2.2.1 Correction of raw NO2 measurements
At the monitoring sites, NO2 is measured via molybdenum-catalyzed conversion to nitric oxide (NO) and a subsequent chemiluminescence measurement. The measurement technique suffers from interference by more oxidized nitrogen species, since the heated molybdenum surface exhibits low chemical selectivity (Boersma et al., 2009; Lamsal et al., 2008; L. Zhang et al., 2016)
Here we follow Lamsal et al. (2008) to correct for the interference by introducing a correction factor (CF) based on GEOS-Chem-simulated nitrogen species (NO2, HNO3, PAN, and all alkyl nitrates (∑AN)).
We multiply CF with the raw NO2 data to obtain “corrected” NO2 concentrations. Our sensitivity test suggests that assuming PAN and HNO3 to be fully converted to NO2 (i.e., assuming the coefficients to be unity for both PAN and HNO3 in Eq. 1) does not affect our spatiotemporal analysis of NO2. Hereafter the NO2 corrected by Eq. (1) is discussed, unless stated otherwise.
Figure 2 compares the regional mean hourly time series of raw and corrected NO2. The correction reduces NO2 concentrations by about 2–30 µg m−3 over the whole period and is higher at times when nitrogen is more oxidized. It slightly reduces the relative contribution of day-to-day variability to the total variance of NO2 under the EOF–EEMD analysis (not shown) because excluding the more oxidized species shortens the lifetime of NO2.
2.2.2 Filling in missing values for EOF–EEMD analysis
Prior to an EOF–EEMD analysis, we fill in missing values in hourly pollution observations. If data are missing for more than a consecutive 12 h period, we fill in the missing value in each hour with data on that hour averaged over all days; as such, the diurnal cycle is maintained. In other cases, linear interpolation from adjacent valid data is applied. Our interpolation does not introduce significant artificial information for spatiotemporal analysis, as validated by a sensitivity test with GEOS-Chem model data. Specifically, the EOF–EEMD results based on the original GEOS-Chem data (i.e., no missing values) are similar to the results based on model data sampled at times of valid observations with missing values filled in with the same technique as for the observation data.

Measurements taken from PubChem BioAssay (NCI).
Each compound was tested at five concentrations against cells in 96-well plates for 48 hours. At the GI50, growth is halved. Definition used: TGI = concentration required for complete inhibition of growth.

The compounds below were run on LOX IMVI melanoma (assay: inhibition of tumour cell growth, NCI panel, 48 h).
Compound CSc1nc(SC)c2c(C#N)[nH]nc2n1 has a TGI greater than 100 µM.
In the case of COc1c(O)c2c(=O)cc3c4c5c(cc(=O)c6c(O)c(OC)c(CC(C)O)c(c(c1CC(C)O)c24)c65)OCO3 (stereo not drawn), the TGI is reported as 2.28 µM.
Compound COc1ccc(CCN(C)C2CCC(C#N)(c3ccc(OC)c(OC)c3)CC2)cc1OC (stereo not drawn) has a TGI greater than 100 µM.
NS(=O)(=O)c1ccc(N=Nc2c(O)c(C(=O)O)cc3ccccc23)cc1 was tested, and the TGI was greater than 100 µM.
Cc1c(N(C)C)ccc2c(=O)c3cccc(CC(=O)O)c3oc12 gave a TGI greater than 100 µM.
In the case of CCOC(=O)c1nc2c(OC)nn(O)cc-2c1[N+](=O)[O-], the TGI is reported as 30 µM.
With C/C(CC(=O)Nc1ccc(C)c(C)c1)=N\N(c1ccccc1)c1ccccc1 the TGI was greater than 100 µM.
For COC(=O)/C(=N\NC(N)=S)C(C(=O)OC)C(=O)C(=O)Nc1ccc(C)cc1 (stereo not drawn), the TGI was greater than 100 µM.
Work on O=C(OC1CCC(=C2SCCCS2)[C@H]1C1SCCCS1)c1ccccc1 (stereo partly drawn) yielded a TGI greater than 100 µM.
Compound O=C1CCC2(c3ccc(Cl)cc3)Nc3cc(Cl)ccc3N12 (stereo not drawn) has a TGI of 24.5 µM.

2.2.3 Conversion from station- to city-based datasets
Since different cities have different numbers of stations, we calculate city mean observations by averaging across all stations of each city. Compared to a station-based analysis, the city-based EOF–EEMD results reduce the spatial noise, leading to more distinctive temporal patterns. All analyses hereafter are based on city mean data. The longitude and latitude of each city center are used to identify the respective model grid cell.
2.3 Meteorological observations
We use 3-hourly measurements of 2 m air temperature, 2 m relative humidity, and 10 m wind speed from meteorological stations recorded at the National Oceanic and Atmospheric Administration National Centers for Environment Information (NOAA NCEI). We do not use surface pressure additionally because it is highly correlated with air temperature and relative humidity on the day-to-day scale. The locations of these stations do not always coincide with air pollution stations. Thus, we select 36 meteorological stations within 10 km of air pollution stations (red hollow dots in Fig. 1). Despite the difference (in number and location) between pollution and meteorological stations, an analysis of the regional temporal patterns of pollutants and meteorology is still informative (see Sect. 3.2).
To fill in missing values, we apply an interpolation process that accounts for diurnal variability using information for an adjacent day. For example, if the temperature on 26 October at 12:00 is missing, we calculate the temperature difference between 09:00 and 12:00 on the 25th as well as the difference between 15:00 and 12:00 on the 25th. We then use these differences to adjust the temperatures at 09:00 and 15:00 on the 26th, and finally use the mean of the two adjusted temperatures as the temperature on the 26th at 12:00.
For consistency with the hourly pollution data, we linearly interpolate the 3-hourly meteorological measurements to each hour. This interpolation does not distort the EOF–EEMD analysis, as confirmed by comparing the statistical analysis on 1-hourly GEOS-FP meteorological parameters versus an analysis on 3-hourly GEOS-FP data. Note that the GEOS-FP meteorology is used to drive GEOS-Chem.
2.4 Model simulations